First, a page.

Preservation, property rights at odds again
Dec. 30, 2017 at 9:30 p.m.
Updated Dec. 31, 2017 at 6 a.m.
Victorians preserve their history piecemeal.
After the City Council decided in the early 2000s to define certain parts of the city as historic, they've come back at least three times to clarify what cannot be done there.
In 2007, they prohibited manufactured homes.
In 2010, they instituted a 60-day moratorium on the demolition of structures built before 1950.
In 2012, they banned billboards, and a few years later, they clarified electronic billboards weren't allowed either.
Tuesday, residents intend to ask the council to do something to save the trees - at least the trees on Santa Rosa Street.
Bud and Linda Hankins decided to have their trees axed Christmas Eve.
This drew two law enforcement agencies and the mayor to their property at the intersection of South DeLeon and Santa Rosa streets.
"They were part of a panoramic view," Gary Hall said about the trees. "It's kind of like looking at a beautiful painting and saying, 'You know, I'll just snip off 2 inches, and it's going to look just as good."
In the 1930s, a former mayor planted two live oak trees there as part of a larger effort to make a good first impression. Visitors were taken by mule-drawn carriage down Santa Rosa Street from the train depot to their hotel.
"And sometimes it was their only impression of Victoria," said Hall, who is the chairman of the Victoria County Historical Commission.
Several "Keep it green" signs have sprung up in the trees' place.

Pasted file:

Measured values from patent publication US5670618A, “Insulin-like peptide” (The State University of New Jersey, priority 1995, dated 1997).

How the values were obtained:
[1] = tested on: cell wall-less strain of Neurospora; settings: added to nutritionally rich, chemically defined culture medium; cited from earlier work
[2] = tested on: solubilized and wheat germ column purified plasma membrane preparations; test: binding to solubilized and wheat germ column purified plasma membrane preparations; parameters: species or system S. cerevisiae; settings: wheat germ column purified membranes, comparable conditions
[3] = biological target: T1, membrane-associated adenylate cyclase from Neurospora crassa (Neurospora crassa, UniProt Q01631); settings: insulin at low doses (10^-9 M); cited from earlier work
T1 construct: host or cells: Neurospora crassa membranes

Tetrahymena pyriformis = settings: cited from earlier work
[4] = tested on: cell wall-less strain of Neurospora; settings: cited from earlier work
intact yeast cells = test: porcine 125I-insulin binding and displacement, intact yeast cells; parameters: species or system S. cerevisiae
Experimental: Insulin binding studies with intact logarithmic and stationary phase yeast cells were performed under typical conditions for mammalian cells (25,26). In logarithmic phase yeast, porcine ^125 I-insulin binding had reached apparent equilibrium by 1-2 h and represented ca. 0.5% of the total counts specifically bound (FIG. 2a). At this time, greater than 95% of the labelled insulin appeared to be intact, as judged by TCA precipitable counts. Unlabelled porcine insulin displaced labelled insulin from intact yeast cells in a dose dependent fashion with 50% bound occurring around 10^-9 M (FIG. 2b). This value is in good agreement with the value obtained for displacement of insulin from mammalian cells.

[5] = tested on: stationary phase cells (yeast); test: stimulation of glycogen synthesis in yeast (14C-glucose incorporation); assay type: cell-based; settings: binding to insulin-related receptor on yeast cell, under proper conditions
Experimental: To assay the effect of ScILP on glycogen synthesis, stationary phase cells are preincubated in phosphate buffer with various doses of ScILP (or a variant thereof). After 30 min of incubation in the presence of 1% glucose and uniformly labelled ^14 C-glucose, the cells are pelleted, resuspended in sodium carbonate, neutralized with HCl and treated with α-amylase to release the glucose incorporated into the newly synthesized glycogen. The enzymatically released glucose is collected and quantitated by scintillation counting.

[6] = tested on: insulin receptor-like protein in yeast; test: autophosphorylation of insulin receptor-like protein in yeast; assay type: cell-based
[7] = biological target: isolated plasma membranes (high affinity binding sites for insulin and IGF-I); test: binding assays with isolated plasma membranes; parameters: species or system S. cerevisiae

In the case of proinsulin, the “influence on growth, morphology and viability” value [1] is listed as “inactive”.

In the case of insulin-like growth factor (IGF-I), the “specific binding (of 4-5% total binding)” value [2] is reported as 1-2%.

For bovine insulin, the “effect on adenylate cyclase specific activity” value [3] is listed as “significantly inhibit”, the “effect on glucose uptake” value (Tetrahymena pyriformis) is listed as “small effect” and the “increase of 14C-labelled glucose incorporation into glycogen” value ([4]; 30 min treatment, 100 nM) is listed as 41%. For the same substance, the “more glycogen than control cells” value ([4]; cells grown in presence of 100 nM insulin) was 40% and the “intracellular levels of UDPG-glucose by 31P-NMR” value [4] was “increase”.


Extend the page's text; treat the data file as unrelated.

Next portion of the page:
Sandra McKenzie's daughter designed them, and McKenzie passed them out. They are also available at the UPS store, former Victoria County Judge Helen Walker said.
The Victoria Advocate contacted all City Council members for this story.
Most could not be reached.
Those who could, Josephine Soliz and Jeff Bauknight, said they had recently returned from vacation and hadn't formed an opinion about it.
The Hankinses couldn't be reached, either.
Their property at 107 S. DeLeon St.'s latest dip in value happened after they moved a pre-Civil War home from the lot in 2014.
In 2017, the Victoria Central Appraisal District valued the property at $7,440.
An appraisal district employee said removing trees would not affect the property's value.
And the Hankinses haven't applied for a building permit there, city spokesman O.C. Garza said.
To make sure this part of Victoria's history doesn't repeat itself, Hall and Bernard Klimist suggested a permitting process.
Walker preferred an outright ban of cutting down trees on Santa Rosa Street.
More than 50 cities in Texas have tree-protecting ordinances, according to the Texas Tribune.
West University Place in the Houston Metropolitan area is among them. Removing a tree between a 19- and 36-inch circumference there requires a permit. Sometimes, a tree must be replaced with one of a similar size.
Gov. Greg Abbott thinks such ordinances infringe on property owners' rights.
Klimist, who has run a law firm from a historic building he renovated on Santa Rosa Street since 1991, said the property owner's rights must be tempered by where the property is.
"When you buy in Old Victoria, you need to have the same love as everyone else and respect the historic qualities of it. It's as simple as that," he said.